Cardiganshire. She scorns the sluttish garb and bare feet of the Glamorganshire maiden, and hates the abominable pride of the Pembrokeshire lass who is vain enough to wear leathern shoes instead of honest clogs; proving at the same time that her own vanity is of a more pardonable stamp, while she boasts with truth, that her own dress cost twice as much as either of the others. The Cardiganshire women’s dresses, in fact—generally blue, with red stripes, and bound at the bottom with red or blue tape—are entirely of wool, solidly woven and heavy, consequently more expensive than those made of linsey or minco, or of the common intermixture of wool and cotton, and presenting an appearance of weighty warmth more desirable than either a comely cut or tasty neatness.
On his return to dinner, a few days after the suggestion about the dresses of the maids, he was astonished to find that Mrs Graspacre had used this privilege with a vengeance; having, with decided bad taste, put them all, at their own expense, to be deducted from their wages, into glaring cotton prints. The girls were unhappy enough at this change, as well as at the expense to which they were put, and they never could enter the town without experiencing the ridicule of their friends and neighbours; the Cardiganshire maid, who considered such a change in the light of disowning her country and like a renegade putting on the livery of the Saxon, in something of a termagant spirit, tendered her resignation to her master rather than comply with such an innovation. This ungenerous invasion of his harmless rules, roused his indignation; and after venting a few “damns” a la John Bull, against draggletail cotton rags, without a word of expostulation with his rib, he desired the girls to bring all their trumpery to him, which they gladly did, and he made them instantly into a bonfire in the farm yard. He then in a firm under tone of subdued resentment, gave strict injunctions that no further liberties should be taken with their national costume; to which his lady made the polite and submissive reply, that the girls might all walk abroad without any dress at all if he chose, and go to the devil his own way.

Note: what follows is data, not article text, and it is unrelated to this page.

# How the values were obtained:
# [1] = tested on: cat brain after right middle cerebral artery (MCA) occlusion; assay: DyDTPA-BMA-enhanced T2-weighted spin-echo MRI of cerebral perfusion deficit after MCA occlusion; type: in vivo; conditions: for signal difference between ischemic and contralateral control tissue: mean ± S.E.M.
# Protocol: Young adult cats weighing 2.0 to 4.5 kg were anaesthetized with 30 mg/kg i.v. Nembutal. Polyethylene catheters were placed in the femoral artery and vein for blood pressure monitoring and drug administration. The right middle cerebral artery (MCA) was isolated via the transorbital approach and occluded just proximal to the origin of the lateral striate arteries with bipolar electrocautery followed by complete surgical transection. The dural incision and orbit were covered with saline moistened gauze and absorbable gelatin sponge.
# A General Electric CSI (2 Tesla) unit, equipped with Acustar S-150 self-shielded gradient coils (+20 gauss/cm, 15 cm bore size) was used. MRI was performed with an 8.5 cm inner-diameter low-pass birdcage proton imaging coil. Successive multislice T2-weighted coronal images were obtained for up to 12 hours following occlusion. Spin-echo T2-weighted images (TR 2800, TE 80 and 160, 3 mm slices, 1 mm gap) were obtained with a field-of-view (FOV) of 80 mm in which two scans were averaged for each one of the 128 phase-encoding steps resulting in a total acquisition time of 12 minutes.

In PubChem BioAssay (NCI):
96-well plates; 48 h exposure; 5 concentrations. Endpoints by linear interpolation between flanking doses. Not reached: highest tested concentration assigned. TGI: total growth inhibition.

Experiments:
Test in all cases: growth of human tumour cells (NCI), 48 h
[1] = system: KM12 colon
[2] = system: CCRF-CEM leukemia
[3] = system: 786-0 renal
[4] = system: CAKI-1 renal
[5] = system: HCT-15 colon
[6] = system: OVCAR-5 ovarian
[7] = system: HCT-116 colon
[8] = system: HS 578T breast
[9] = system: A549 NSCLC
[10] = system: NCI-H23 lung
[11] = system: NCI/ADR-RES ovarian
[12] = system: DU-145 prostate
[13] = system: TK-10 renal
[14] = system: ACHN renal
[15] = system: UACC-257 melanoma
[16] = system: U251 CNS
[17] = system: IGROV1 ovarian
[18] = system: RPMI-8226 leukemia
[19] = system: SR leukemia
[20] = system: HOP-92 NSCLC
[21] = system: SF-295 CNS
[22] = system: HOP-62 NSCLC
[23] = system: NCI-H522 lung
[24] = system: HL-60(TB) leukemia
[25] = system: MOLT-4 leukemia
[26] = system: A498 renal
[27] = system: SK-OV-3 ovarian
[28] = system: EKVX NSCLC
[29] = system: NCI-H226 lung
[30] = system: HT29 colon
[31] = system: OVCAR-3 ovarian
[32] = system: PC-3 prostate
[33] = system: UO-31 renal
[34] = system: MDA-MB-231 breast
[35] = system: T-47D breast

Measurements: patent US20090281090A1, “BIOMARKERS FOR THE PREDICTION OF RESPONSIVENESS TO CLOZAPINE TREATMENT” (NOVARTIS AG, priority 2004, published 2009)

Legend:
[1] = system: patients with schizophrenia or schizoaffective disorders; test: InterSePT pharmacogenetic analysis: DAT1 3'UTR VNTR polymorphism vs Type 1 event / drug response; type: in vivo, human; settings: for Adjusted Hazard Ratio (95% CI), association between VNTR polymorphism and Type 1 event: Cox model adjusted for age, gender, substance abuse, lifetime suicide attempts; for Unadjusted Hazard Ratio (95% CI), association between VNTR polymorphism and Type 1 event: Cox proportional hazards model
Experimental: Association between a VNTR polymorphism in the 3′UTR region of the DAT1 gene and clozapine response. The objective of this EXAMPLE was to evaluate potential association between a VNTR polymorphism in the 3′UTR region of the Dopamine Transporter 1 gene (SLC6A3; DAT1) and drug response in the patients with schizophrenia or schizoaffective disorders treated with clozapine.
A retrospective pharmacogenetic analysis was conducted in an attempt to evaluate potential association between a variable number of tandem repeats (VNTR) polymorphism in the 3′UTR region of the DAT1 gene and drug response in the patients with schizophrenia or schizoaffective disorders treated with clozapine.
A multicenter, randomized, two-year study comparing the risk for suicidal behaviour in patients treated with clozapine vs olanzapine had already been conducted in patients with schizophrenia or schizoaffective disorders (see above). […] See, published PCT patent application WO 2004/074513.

Thomas Jeffrey Llewelyn PrichardThe Adventures and Vagaries of Twm Shôn Catti; Descriptive of Life in Wales: Enterspersed with Poems. Aberystwyth : printed for the author, by John Cox, 1828, pp. 45-49
(2nd edition 1839; 3rd edition 1873)
Prichard catalogued Augusta Hall’s library in the late 1820s and may have influenced Augusta Hall through his novel in which he described regional costumes.